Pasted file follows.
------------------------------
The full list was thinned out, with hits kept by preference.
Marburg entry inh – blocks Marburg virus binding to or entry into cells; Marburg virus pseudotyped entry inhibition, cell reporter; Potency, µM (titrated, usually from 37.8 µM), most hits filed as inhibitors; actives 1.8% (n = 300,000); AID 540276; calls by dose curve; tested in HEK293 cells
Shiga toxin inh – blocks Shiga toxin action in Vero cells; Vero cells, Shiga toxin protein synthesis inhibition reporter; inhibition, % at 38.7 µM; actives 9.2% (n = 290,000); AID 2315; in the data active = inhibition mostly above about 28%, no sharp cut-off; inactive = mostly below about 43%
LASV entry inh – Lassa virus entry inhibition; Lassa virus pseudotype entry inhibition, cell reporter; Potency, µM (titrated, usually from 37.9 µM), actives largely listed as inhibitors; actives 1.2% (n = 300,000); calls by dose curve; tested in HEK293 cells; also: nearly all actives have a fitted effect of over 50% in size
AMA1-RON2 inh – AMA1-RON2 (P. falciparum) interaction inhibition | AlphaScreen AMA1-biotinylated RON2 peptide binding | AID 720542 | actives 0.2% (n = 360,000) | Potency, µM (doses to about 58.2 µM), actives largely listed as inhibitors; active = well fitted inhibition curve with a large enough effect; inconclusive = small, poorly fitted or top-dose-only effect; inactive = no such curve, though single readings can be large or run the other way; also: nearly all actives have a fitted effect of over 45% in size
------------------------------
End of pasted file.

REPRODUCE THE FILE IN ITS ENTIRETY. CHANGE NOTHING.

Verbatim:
The full list was thinned out, with hits kept by preference.
Marburg entry inh – blocks Marburg virus binding to or entry into cells; Marburg virus pseudotyped entry inhibition, cell reporter; Potency, µM (titrated, usually from 37.8 µM), most hits filed as inhibitors; actives 1.8% (n = 300,000); AID 540276; calls by dose curve; tested in HEK293 cells
Shiga toxin inh – blocks Shiga toxin action in Vero cells; Vero cells, Shiga toxin protein synthesis inhibition reporter; inhibition, % at 38.7 µM; actives 9.2% (n = 290,000); AID 2315; in the data active = inhibition mostly above about 28%, no sharp cut-off; inactive = mostly below about 43%
LASV entry inh – Lassa virus entry inhibition; Lassa virus pseudotype entry inhibition, cell reporter; Potency, µM (titrated, usually from 37.9 µM), actives largely listed as inhibitors; actives 1.2% (n = 300,000); calls by dose curve; tested in HEK293 cells; also: nearly all actives have a fitted effect of over 50% in size
AMA1-RON2 inh – AMA1-RON2 (P. falciparum) interaction inhibition | AlphaScreen AMA1-biotinylated RON2 peptide binding | AID 720542 | actives 0.2% (n = 360,000) | Potency, µM (doses to about 58.2 µM), actives largely listed as inhibitors; active = well fitted inhibition curve with a large enough effect; inconclusive = small, poorly fitted or top-dose-only effect; inactive = no such curve, though single readings can be large or run the other way; also: nearly all actives have a fitted effect of over 45% in size